Saint Peter

Henry Lawson, 1893

      Now, I think there is a likeness
             'Twixt St. Peter's life and mine,
      For he did a lot of trampin'
             Long ago in Palestine.
      He was 'union' when the workers
             First began to organise,
      And — I'm glad that old St. Peter
             Keeps the gate of Paradise.

      When the ancient agitator
             And his brothers carried swags,
      I've no doubt he very often
             Tramped with empty tucker-bags;
      And I'm glad he's Heaven's picket,
             For I hate explainin' things,
      And he'll think a union ticket
             Just as good as Whitely King's.

      He denied the Saviour's union,
             Which was weak of him, no doubt;
      But perhaps his feet was blistered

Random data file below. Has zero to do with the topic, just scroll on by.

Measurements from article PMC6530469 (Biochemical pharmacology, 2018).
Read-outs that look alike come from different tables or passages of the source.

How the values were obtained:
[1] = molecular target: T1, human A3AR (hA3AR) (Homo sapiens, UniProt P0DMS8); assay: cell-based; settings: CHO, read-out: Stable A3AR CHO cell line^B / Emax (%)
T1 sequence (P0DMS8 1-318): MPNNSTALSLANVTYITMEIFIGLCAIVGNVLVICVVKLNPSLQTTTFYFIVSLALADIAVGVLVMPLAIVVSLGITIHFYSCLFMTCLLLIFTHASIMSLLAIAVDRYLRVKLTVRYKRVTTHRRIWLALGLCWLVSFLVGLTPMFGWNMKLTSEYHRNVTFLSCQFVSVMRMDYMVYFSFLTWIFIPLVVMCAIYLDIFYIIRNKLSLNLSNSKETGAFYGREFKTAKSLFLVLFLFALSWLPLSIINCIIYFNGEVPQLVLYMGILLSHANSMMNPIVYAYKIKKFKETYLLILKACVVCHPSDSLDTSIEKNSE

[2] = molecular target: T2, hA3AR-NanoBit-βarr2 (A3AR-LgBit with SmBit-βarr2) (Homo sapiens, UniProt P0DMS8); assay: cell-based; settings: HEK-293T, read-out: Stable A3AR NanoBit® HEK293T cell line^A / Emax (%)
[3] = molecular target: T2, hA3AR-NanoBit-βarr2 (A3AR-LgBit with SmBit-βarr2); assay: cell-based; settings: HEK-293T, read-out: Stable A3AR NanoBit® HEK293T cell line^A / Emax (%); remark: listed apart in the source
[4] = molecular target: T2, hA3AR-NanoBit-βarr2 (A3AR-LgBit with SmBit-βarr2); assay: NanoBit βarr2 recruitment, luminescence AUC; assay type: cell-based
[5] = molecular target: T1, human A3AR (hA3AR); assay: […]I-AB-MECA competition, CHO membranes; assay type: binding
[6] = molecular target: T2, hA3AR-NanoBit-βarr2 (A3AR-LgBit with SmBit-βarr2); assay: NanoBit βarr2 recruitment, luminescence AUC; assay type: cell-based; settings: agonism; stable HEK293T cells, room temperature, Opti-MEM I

And his boots had given out.
      And the bitter storm was rushin'
             On the bark and on the slabs,
      And a cheerful fire was blazin',
             And the hut was full of 'scabs.'

      When I reach the great head-station —
             Which is somewhere 'off the track' —
      I won't want to talk with angels
             Who have never been out back;
      They might bother me with offers
             Of a banjo — meanin' well —
      And a pair of wings to fly with,
             When I only want a spell.

      I'll just ask for old St. Peter,
             And I think, when he appears,
      I will only have to tell him
             That I carried swag for years.
      'I've been on the track,' I'll tell him,
             'An' I done the best I could,'
      And he'll understand me better
             Than the other angels would.

      He won't try to get a chorus
             Out of lungs that's worn to rags,
      Or to graft the wings on shoulders
             That is stiff with humpin' swags.
      But I'll rest about the station
             Where the work-bell never rings,
      Till they blow the final trumpet
             And the Great Judge sees to things.